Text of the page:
Even a site like Vox, with its wonkish Beltway origins, now frequently tilts hard to the left, with headlines and sentences like: “Bombing a hospital in Afghanistan is the modern American way of war”; “If you’re not one of 65 million Americans with a criminal record … then accept the possibility that actually, you may not know what’s going on, and you may be part of the problem”; and “Riots are destructive, dangerous, and scary — but can lead to serious social reforms.” This kind of systemic critique butts against Vox writers’ more pragmatic praise for Clinton’s candidacy, for her knowledge of “the painful trade-offs of governing” and her “audacity of political realism.” Judging by retweet counts, such lukewarm endorsements are far less compelling than the righteous excoriations of injustice with which Vox also fills our news feeds. In recent weeks, articles on Sanders’ success have topped 500 retweets, while Clinton’s best showing notched fewer than 250. For that younger audience, Clinton’s pragmatism and incrementalism no longer feels sufficient. And Sanders has expertly tapped into that sense of injustice with ads like Erica Garner’s moving endorsement, which possesses an intensity far more potent than anything Clinton’s campaign has mustered to date.

The tone and focus of this political coverage is not sufficient on its own to explain the rise of Sanders. But the structures of the social Web have amplified a shared sense of impatient dissatisfaction that Sanders expresses and Clinton does not—a problem deepened by the shortcomings of Clinton’s campaign and the underlying problem that, as my colleague Michelle Goldberg puts it, “Clinton is not a very good politician.”

Social media, I’d argue, was the necessary component to make those flaws serious liabilities. To Clinton and to many others, Sanders certainly didn’t seem like a threat even a few months ago, and 10 years ago, he wouldn’t have been. Prior to a generation of voters that grew up with the Internet, there was nowhere near as much room to take advantage of a gap in establishment strategy as there is this year. (Even candidates like Barry Goldwater, Eugene McCarthy, and Ted Kennedy had more establishment backing than Sanders does.) Online social networking has allowed Sanders supporters to reinforce one another’s beliefs, so that the general shutout of Sanders by the mainstream media—and even a good deal of the leftist media—allowed Sanders to survive where he would have suffocated even in 2008. The Internet made it much, much easier for Sanders supporters to organize, with a core of young voters far more native to the Web than even Obama’s base eight years ago. It did so by catalyzing bubbles of would-be Sanders supporters who would have the strength to reject Clinton collectively rather than acclimate to her candidacy. This might be the crux of Sanders’ strength among the young: The more time you spend online, and the less you care about traditional, broader media sources, the more time you’re spending with people who think just like you do. And that’s the lesson Facebook has announced over and over: People like spending time with people who agree with them! Little wonder, then, that the fights over the Democratic primary on my Facebook wall feel so much nastier than the ones that took place in 2008: Everybody seems to have forgotten how to interact politely with others with whom they disagree.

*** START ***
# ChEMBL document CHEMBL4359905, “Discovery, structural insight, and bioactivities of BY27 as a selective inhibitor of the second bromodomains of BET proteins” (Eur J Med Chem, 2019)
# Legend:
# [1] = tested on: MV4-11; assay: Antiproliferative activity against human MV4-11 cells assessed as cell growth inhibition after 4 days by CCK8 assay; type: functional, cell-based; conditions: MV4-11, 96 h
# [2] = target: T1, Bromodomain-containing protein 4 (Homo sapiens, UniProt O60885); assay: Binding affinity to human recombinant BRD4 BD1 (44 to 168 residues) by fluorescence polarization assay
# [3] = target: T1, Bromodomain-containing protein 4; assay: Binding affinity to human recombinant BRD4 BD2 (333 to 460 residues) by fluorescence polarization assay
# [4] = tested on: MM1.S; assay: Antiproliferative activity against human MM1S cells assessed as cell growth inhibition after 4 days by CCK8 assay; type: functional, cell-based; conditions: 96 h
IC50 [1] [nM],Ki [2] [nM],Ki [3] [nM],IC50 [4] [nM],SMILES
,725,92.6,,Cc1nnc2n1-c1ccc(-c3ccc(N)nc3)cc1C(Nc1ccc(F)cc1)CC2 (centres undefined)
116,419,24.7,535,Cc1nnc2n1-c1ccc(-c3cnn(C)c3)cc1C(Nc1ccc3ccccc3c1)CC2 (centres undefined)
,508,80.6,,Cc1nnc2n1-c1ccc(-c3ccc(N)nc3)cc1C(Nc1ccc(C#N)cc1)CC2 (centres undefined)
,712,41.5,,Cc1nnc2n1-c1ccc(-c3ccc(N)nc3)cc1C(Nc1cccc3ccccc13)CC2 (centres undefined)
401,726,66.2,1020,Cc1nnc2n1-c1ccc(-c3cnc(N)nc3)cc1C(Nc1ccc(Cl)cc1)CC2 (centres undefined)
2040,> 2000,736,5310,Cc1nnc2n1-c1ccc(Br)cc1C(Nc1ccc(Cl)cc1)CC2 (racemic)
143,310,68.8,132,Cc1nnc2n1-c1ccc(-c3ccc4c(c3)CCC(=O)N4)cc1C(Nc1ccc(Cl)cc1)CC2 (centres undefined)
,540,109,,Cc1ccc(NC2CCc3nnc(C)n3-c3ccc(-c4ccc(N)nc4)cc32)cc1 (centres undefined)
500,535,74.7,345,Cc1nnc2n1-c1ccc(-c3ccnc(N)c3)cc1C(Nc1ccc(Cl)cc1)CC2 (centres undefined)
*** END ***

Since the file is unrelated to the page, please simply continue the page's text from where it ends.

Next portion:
Sanders’ success suggests that the greater freedom of interaction enabled by the Internet has led to less willingness to compromise. My father may criticize me for being unrealistic in supporting Sanders, but my thousands of Facebook buddies say otherwise! Not that there isn’t ample historical grounding for such a critique of the establishment. Sanders’ young voters grew up amid the incompetence of the George W. Bush administration; saw a series of disasters, from the Iraq War to Hurricane Katrina to the financial crisis; took out historic levels of student debt; and found that their job opportunities were in most ways worse than their parents’, even as enormous investment banks got bailed out after the economy tanked. For many of them, this confirmed something that young people have suspected since time immemorial: The system is rigged. And Clinton looks like one of the puppet masters.

Young voters may prize incremental Obama victories like the Affordable Care Act. Yet his presidency has done little to insist on accountability for mortgage fraudsters, torturers, financial executives, or intelligence agencies conducting illegal surveillance; it has not, in other words, restored moral authority to government itself. Likewise, polls reflect how people like their own representatives yet loathe Congress. Yet that itself is an indicator of Clinton’s problem: Because Obama hasn’t rehabilitated the system, a person like Hillary Clinton, who unlike Obama is incontestably of the system, will take on the negatives associated with it. And the negatives, in tone and content, make up a larger chunk of what the partisan media focuses on these days—or at least that’s what goes viral. When sites like ThinkProgress and the Guardian flood my Facebook wall, it is generally in response to a catastrophe or injustice of some kind, be it Trayvon Martin, Martin Shkreli’s price-jacking, or Flint’s water crisis. (And sometimes it’s an argument in a Yale quad about Halloween costumes.) By providing partisans with a bubble of like minds, in which they harp on the defects of the system to the near-total exclusion of any virtues, the Internet may well have turned the bulk of a generation of progressives against Hillary Clinton—and much of her party with her.